Introduction: Dental implants have traditionally been made from titanium or its alloys, but recently full-ceramic implants have been developed with comparable osseointegration properties and functional strength properties to titanium. These ceramic implants may have advantages in certain patients and situations, for example, where esthetic outcomes are particularly important.
Objective: The objective of this investigation was to evaluate the performance of a newly developed full-ceramic ZrO2 monotype implant design (PURE Ceramic Implant; Institut Straumann AG, Basel, Switzerland) in single-tooth gaps in the maxilla and mandible.
Material and methods: This was a prospective, open-label, single-arm study in patients requiring implant rehabilitation in single-tooth gaps. Full-ceramic implants were placed, with provisional and final prostheses inserted after 3 and 6 months, respectively. Crestal bone level was measured at implant placement and after 6 and 12 months. Implant survival and success were evaluated after 6 and 12 months. Further evaluations are planned after 24 and 36 months.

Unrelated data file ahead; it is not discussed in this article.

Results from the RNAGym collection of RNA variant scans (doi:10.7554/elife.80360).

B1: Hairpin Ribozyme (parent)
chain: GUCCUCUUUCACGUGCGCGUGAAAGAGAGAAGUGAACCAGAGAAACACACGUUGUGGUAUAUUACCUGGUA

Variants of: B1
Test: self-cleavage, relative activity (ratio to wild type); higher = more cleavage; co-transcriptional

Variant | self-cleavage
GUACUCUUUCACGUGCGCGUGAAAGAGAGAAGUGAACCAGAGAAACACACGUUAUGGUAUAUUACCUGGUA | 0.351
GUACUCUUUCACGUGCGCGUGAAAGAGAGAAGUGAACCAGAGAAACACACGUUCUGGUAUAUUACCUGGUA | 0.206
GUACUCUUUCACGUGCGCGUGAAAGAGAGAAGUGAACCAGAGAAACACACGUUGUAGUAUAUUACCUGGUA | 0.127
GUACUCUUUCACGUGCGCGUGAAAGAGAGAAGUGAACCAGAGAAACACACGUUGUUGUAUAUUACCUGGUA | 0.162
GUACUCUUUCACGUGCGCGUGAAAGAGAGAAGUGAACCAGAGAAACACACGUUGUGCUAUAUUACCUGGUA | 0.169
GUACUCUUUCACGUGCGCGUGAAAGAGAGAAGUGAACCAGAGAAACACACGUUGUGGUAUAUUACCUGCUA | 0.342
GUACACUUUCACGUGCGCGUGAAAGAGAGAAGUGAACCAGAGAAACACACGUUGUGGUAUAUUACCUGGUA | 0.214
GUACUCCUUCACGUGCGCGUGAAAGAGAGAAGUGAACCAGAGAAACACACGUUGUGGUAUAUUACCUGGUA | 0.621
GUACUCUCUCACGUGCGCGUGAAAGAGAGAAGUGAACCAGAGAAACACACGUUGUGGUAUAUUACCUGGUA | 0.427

Results: Forty-six patients were screened for potential study participation, of whom 44 (17 men and 27 women, mean age 48 ± 14 years) were recruited into the study. The majority of implants (90.9%) were placed in the maxilla. The implant survival and implant success rate after 12 months were 97.6%. A minor change of the mean bone level occurred between implant loading (final prosthesis insertion after 6 months) and 12 months (-0.14 mm) after initial bone remodeling was observed between implant placement and loading (-0.88 mm).
Conclusions: The results indicated that monotype ceramic implants can achieve clinical outcomes comparable to published outcomes of equivalent titanium implants.
Keywords: ceramic implant; esthetics; zirconium dioxide.
© 2015 John Wiley & Sons A/S. Published by John Wiley & Sons Ltd.